The fact that conventional multi-way speakers (CMW speakers, for short) are a bad match for single-ended tube (SET) amplifiers is a common knowledge. Speaker sensitivity is most widely considered to be the main reason for such mismatch. We present an additional explanation, namely that the CMW speakers distort SET amplifier frequency response, and may be responsible for SET amplifier undeserved reputation for weak or sloppy bass and rolled highs. We demonstrate that highly reactive nature of impedance and impedance swings of these speakers is the cause of this effect.
Conventional multi-way (CMW) speakers usually contain 2 or 3 bands of drivers connected to passive crossovers separating signal into different frequency bands. It is a known fact that impedance of such speakers varies greatly across the audio range. Consider the following equivalent schematic for a reactive load closely approximating a conventional 2-way speaker:
This load exhibits a response with characteristic spikes in impedance. We obtained this data with PSPICE simulation (student/eval version):
3.   Conventional configurations
Conventional multi-way speakers are best driven by powerful solid-state (SS) amplifiers. Output power is usually not a problem (i.e. SS power is cheap) and one consequence of this is low sensitivity of CMW speakers. With abundance of power, it is possible to achieve good linearity from relatively inexpensive drivers by dampening and filtering. SET amplifiers usually badly drive such speakers and the main reason considered to be sensitivity mismatch: a <10Wt SET amplifier can not drive a <86Db/W/M speaker loud enough. Unlike that, SS amplifiers play CMW loud and measurments show good frequence data.
Another characteristic property of SS amplifiers is very low output impedance. How low? A small portion of speaker's impedance, and usually well under 1 ohm, frequently in .01-.1 Ohm range. Thus we can describe SS power amplifiers as voltage sources.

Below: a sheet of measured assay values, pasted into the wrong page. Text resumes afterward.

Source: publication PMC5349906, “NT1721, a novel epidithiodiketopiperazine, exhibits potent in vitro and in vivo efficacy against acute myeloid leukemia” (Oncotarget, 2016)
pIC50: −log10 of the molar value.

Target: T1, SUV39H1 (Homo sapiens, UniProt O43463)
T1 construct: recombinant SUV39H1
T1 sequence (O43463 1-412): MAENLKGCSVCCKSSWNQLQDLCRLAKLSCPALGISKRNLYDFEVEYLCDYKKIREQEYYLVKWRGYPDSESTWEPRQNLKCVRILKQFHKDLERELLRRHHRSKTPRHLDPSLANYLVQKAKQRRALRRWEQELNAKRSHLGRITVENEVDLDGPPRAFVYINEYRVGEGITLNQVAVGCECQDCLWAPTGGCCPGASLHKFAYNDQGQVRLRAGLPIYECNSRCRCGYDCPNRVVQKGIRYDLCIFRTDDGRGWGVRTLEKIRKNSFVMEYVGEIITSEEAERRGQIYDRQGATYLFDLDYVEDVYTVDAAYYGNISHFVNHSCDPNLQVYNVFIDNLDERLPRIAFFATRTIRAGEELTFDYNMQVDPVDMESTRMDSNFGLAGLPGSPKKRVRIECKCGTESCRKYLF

4.   SET Amplifiers
Let's assume sensitivity mesimatch is not a problem - either we have a very powerful SET amplifier, or we listen at low levels. We'll start listening, delicate sound. We'll be likely unpleasantly surprised with muddy or boomy sound which is also could be noticeably rolled off at both limits of the range. What is the reason? We loaded a 2-stage feedback-free SET amplifier with a 8 Ohm CMW:
PSICE simulation produced the following voltage-vs-frequency curve:
Explanation? Output impedance of a SET amplifier. Output impedance of almost any SS amplifier, due to deep NFB, is extremely low, well under 1 Ohm, sometimes as low as .01 Ohm. This makes severe variations in load impedance virtually unnoticeable. Unlike that, a typical SET amplifier with no NFB hase an output impedance in 4...10 Ohm range.
The above curve is with a 8 Ohm load. Many CMW speaker are 4 Ohms. Teh resuts is wortse:
The moral of this story is that SET amps, and in particular those with no feedback should be coupled with speakers that are "easy loads", Feeding signal from such SETs into speakers designed for amps with extremely low output impedance does not make sense because such speakers usually distort SETs responce. Of course, finding speakers that are SET-friendly is not easy. High sensitivity is usually the most sought-after quality but low reactance is another one.